You take CBS and NBC and them kind of people. They have hours and hours of putting Tyrone Power and Ingrid Bergman to portraying some French story that happened years ago, while right here they have John Henry, Stack O’Lee, Casey Jones, and all them kings of fabulous stories that American kids know nothing about. So they spend millions of dollars for all that other kind of foolishness.-- Danny Barker (quoted in Shapiro and Hentoff, Hear Me Talkin’ To Ya, 1955)
The Cumberland Gap and Middlesboro, Kentucky
(photo taken October 2012)
Danny Barker was a legendary jazz guitarist. A member of the Barbarin family, jazz royalty in New Orleans. Barker was one of many musicians interviewed by Nat Shapiro and Nat Hentoff for their classic oral history of jazz, Hear Me Talkin’ To Ya, first published in June 1955. Toward the beginning of the book, Barker strikes a sour note: as he saw it, too much attention was being paid by American elite and media to European high art, and not enough to American folk traditions: “But we’ve got our own cultural heritage here and we ignore it.” But perhaps the picture was perhaps not as dire as Barker thought. When Barker suggested that “[t]hey should give money so that people could go out West and study and record cowboys and Western folklore,” he was probably unaware that, already in 1910, John Lomax had published the pioneering Cowboy Songs and Other Ballads, spurring interest in this material that culminated in his and his son Alan’s work for the Archive of American Folk Song at the Library of Congress. And Barker couldn’t have foreseen that, four years after his interview was published, fellow New Orleanian Lloyd Price would reach #1 on the pop chart with the song “Stagger Lee,” which helped introduce many American kids to that fabulous story (like my mother – it was the first record she ever bought). And above all Barker could never have imagined that, just five months after the book came out, Decca Records would release Lonnie Donegan’s recording of the folk song “Rock Island Line”, with “John Henry” on the B-side. The single would not only become a huge pop hit, but start off a national craze, inspiring a generation of teenagers to buy guitars and start their own bands. For how could Barker have know that that nation would be the UK – and that Donegan would be British.
It’s impossible for me to give an accurate impression of the importance that Donegan and “Rock Island Line” had for British music in these paragraphs. “Rock Island Line” did much more than establish Donegan as one of the biggest stars in British popular music for the next five years. It started a new musical movement throughout the country featuring this style of revamped American folk music, called skiffle. Billy Bragg has written of the twin impact of Donegan and Elvis Presley, each making their influential debut recordings within eight days of each other in July 1954. And indeed they were the two towering figures of popular music in the UK in 1956-1957. Over the next year to eighteen months after “Rock Island Line” entered the charts in January 1956, guitar sales soared and amateur skiffle groups formed all over the country. Chas McDevitt, a leader of a successful skiffle group of the time, talks of an unsourced estimate of 30 to 50 thousand such groups in the British Isles at one point in 1957 (in his 1997 book Skiffle: The Definitive Inside Story). Among this youth movement were John Lennon, Paul McCartney, and George Harrison, all inspired to start playing guitar in part by seeing or hearing Donegan. Lennon went further, forming his own skiffle band, the Quarry Men. A partial recording of one performance by his band survives, from July 6, 1957. Only parts of two songs are preserved – appropriately they are Donegan’s then current #1 UK hit “Puttin’ on the Style” and Elvis’s Sun single “Baby Let’s Play House”. As it happens, this was the same day that Lennon met a (just-turned) 15-year-old McCartney.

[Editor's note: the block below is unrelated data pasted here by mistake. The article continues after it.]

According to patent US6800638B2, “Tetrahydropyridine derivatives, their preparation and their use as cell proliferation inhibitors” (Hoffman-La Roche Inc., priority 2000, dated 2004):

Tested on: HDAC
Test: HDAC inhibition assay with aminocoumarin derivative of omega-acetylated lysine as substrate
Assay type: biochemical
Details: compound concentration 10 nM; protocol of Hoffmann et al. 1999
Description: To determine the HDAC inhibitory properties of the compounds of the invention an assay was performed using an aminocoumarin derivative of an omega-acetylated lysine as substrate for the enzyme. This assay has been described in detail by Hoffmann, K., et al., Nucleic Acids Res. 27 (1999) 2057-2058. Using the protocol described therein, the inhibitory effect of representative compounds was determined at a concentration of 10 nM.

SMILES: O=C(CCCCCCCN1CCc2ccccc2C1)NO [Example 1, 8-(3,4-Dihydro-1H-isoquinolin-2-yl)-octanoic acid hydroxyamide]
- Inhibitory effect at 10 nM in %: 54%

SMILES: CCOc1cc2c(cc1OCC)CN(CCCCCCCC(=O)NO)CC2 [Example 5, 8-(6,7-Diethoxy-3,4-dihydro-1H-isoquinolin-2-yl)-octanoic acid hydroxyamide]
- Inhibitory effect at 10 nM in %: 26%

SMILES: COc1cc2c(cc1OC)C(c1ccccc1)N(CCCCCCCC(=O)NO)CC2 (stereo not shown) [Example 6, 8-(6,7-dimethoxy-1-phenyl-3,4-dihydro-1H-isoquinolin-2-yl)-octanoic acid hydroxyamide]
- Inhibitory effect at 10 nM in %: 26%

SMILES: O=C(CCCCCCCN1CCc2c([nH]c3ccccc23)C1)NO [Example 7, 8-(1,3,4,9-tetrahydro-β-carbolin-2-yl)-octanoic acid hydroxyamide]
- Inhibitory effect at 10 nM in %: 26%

But looking back from an era in which so much emphasis is placed on authenticity, or at least the appearance of authenticity, it can be jarring to see how inauthentic Donegan seems. For one thing there was his name: Donegan was actually born Anthony James Donegan; “Lonnie” came from the New Orleans guitarist Lonnie Johnson. As Donegan was fond of saying, he and Johnson appeared in a concert together in London in 1952, the announcer mixed up the two, and Donegan adopted the mistaken name Lonnie Donegan as his own . . . Except that the story too may be invented. Then there is his affected American accent. It can be very jarring to hear him in a live performance, prefacing “Rock Island Line” with an English accent, and then switching accents for the song’s spoken word intro. Or hearing an odd Irish-sounding “eyes” when he sings about being “Alabammy Bound”.
Home of John Luther "Casey" Jones
Casey Jones Village and Railroad Museum
(photos taken October 2012)
This brings us to Donegan’s songbook: the landscape of the songs is thoroughly American. It includes tales of folk heroes like Jesse James, Railroad Bill, and, yes, John Henry, Stackalee, and Casey Jones. Donegan sings about so many places he has never been. We visit Monroe, Lynchburg, and Danville, Virginia (“The Wreck of the Old ‘97”); Washington, Maine, and Georgia (“Gamblin’ Man”); New Orleans (“Rock Island Line”); Houston (“Midnight Special”); Middlesboro, Kentucky and the “Cumberland Gap”; the Glendale train (“Jesse James”); Indiana and Birmingham (“Wabash Cannonball”); and so much more of America. We even hear Donegan turn Leadbelly’s “way out in California” into the odder “down in California” in “Stewball”.